It’s high time to end the political posturing over the revisions to the Foreign Intelligence Surveillance Act. The Protect America Act, which addressed modernizing FISA, will expire Saturday, leaving our intelligence agencies with their hands tied while trying to keep America safe. The Washington Times on January 18 took Senate Democrats to task over delaying this legislation for trial lawyer paydays and impeding the ability of our agents to gather intelligence in time critical situations.
The Senate on February 12 passed the FISA Amendments Act of 2007 by a vote of 68-29. John McCain voted yes, Cinton and Obama did not vote, and Senators Kennedy and Kerry voted against this bill along with the usual group of “cut and run” White Flag Liberals. Now this piece of legislation that is vital to our national security awaits action in the House of Representatives. However, it appears that the House, in a pattern that was clearly established during the first session of this 110th Congress, will again drag its feet on taking the necessary action to move this legislation forward.
The key battle is the provision sought by Director of National Intelligence Mike McConnell, who wants to grant retroactive immunity to U.S. telecommunications companies that cooperated with government efforts to conduct warrantless surveillance of terrorists after the September 11 attacks. However, there are approximately 40 lawsuits pending against these firms, and the lawsuits could prove to be a financial windfall for a favored Democratic Party constituency: trial lawyers.
Although retroactive immunity is contained in the FISA overhaul legislation passed by the Senate, House Democrats, including John Tierney, are consistently reluctant to pass legislation which hinders the ability of trial lawyers to file lawsuits – even if doing so hinders the ability of U.S. intelligence agencies to prevent future attacks. One only needs to remember his stance on the “John Doe Amendment”, which prevented frivolous lawsuit against citizens who reported suspicious activity to authorities.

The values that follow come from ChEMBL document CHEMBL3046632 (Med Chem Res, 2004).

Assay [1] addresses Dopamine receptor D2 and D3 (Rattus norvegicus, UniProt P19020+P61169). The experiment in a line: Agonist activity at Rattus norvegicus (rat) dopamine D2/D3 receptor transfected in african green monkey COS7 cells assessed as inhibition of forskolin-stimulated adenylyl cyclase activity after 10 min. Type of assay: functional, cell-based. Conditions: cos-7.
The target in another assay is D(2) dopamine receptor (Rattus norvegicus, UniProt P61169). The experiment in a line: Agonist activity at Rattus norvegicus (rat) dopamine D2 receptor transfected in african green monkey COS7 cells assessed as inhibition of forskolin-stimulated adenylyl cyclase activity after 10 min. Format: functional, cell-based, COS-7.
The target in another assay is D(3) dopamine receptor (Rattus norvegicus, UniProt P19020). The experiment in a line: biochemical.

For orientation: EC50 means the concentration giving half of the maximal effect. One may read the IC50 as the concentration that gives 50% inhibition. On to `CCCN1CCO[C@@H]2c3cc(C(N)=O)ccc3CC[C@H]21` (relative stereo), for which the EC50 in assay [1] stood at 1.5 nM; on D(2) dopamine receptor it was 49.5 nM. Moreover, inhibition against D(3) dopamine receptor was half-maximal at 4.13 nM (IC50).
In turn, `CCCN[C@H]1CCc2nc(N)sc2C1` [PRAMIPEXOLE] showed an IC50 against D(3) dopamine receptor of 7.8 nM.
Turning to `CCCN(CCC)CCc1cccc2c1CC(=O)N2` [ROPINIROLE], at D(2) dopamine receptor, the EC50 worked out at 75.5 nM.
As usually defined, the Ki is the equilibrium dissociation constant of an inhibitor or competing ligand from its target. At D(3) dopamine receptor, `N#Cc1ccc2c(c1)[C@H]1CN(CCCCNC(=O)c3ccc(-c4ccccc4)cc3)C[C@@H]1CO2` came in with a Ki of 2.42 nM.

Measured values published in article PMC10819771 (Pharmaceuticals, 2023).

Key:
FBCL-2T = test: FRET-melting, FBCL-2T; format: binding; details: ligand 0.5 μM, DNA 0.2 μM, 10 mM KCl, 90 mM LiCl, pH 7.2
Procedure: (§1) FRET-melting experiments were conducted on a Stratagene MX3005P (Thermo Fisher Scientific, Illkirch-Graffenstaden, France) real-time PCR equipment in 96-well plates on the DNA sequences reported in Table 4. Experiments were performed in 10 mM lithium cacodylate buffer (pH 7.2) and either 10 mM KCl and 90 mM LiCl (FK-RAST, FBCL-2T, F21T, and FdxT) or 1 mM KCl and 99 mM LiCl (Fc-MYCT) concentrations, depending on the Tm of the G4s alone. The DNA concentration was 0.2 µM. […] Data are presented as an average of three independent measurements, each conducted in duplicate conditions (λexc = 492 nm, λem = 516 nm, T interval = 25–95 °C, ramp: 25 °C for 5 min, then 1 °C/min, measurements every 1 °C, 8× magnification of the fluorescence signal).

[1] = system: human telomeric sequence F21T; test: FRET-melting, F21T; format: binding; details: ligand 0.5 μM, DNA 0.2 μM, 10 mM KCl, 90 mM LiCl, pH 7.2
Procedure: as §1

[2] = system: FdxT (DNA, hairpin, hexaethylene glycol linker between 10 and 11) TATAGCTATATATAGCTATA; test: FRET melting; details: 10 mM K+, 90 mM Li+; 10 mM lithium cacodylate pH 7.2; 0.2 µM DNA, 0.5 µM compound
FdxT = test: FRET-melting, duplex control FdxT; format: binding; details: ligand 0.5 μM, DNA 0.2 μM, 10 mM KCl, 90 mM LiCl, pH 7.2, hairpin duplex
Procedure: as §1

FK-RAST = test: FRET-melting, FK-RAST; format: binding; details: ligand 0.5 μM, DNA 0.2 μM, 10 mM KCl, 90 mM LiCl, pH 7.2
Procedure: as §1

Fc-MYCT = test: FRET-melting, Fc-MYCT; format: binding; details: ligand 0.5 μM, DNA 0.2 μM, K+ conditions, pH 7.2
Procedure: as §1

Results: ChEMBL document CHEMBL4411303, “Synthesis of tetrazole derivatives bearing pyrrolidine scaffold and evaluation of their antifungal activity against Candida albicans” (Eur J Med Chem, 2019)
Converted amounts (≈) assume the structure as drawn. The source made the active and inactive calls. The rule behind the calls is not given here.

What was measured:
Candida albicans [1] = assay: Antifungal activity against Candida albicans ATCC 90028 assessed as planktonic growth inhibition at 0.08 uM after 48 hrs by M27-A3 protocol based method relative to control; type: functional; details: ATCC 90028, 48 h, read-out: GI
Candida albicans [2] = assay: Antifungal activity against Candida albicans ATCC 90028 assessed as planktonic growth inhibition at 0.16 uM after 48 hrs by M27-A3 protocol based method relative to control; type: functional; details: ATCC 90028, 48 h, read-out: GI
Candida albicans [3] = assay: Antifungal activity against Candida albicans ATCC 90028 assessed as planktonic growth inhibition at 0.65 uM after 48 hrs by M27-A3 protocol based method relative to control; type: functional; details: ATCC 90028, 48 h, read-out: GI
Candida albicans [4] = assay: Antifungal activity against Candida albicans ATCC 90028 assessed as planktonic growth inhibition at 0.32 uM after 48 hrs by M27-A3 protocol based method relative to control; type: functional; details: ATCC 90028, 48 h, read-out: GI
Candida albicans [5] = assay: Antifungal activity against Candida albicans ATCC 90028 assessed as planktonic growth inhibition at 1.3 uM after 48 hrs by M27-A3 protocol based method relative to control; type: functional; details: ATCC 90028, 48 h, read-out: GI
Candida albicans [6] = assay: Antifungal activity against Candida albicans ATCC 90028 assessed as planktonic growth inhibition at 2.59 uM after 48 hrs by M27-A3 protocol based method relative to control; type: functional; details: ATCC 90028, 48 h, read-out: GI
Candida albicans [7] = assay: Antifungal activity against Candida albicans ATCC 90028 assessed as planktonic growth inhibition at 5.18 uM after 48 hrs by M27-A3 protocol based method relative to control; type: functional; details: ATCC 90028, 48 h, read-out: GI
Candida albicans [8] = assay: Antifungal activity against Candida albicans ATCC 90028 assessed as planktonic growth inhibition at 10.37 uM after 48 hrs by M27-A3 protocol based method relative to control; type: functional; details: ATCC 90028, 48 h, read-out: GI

FISA, which was first enacted in 1978, created a special court to oversee intelligence collection. The law was amended after September 11 to tear down the wall between criminal and intelligence investigations, which hindered the gathering of information on jihadist activities. The post-September 11 changes were working until early last year, when the special court overseeing the law ruled that if the government wanted to monitor a suspected terrorist phone call between Iraqi villages, it would have to get a warrant every time it wanted to obtain information from a transmission wire on U.S. soil. As a result, U.S. intelligence agencies lost roughly two-thirds of their ability to obtain communications intelligence about al Qaeda before Congress passed a six-month extension of the law in August.
Along with Clinton, Obama, Kennedy and Reid (Kerry did not vote) the entire House Democrat leadership voted against The Protect America Act, as did John Tierney (House Vote #836 — Aug 4, 2007). Then again, would you expect anything less from Tierney? His documented history of voting against Defense and Intelligence Authorizations, along with his steadfast devotion to protecting trial lawyers leave much to be desired by the common citizen. His constituents always take a back seat to his political agenda and his loyalty to the Democrat leadership.